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Domesticating Romantic Love during the High Qing Classical Revival

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The Poetic Exchanges between 
Wang Zhaoyuan (1763-1851) and Her Husband 
Hao Yixing (1757-1829)

image of NAN NÜ

This study examines the Heming ji (Collection of singing in harmony), which comprises the sometimes surprisingly intimate poetic exchanges between the woman intellectual Wang Zhaoyuan (1763-1851) and her husband Hao Yixing (1757-1829), both renowned in their lifetimes as classical “evidential research” (kaozheng) scholars. The paper seeks to demonstrate the transformation of the cult of qing (romantic love) in the High Qing period. It argues that, as the centrality of courtesans in literati culture died out with the Ming-Qing dynastic transition, gentry women came to represent the positive cultural values of qing through the increasingly fashionable idea and practice of companionate marriage. In this process, the cult of qing that characterized the subversive late Ming literati culture, of which courtesan culture was an important part, was not obliterated by the High Qing classical revival as is often assumed; rather, it was domesticated, ritualized, transformed into conjugal love, and arguably, integrated into the High Qing “familistic moralism.” The paper also explores how the concept of qing, in the narrow sense of love between man and woman, was expanded into this couple’s shared passion and ambition to serve the state and empire.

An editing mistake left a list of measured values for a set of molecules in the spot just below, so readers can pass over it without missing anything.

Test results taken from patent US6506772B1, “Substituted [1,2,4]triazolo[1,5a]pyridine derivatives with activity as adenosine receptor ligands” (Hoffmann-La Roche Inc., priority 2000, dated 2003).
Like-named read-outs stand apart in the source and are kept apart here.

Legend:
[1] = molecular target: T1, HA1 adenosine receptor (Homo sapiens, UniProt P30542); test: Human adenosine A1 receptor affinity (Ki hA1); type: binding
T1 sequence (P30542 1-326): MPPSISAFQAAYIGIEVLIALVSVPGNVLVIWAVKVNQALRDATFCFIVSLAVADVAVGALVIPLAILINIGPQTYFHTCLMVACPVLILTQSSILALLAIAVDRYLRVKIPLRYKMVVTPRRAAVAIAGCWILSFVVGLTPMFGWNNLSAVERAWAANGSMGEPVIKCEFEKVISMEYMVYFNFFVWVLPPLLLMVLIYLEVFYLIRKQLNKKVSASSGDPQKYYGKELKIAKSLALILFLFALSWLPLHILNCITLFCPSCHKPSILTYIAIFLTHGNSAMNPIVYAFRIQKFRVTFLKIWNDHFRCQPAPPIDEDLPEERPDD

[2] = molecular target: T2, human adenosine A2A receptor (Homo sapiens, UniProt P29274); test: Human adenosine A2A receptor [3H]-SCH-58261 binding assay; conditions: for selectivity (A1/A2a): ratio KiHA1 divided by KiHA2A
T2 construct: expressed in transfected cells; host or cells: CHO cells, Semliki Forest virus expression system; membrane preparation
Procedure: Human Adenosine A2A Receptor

Affiliations: 1: Bucknell


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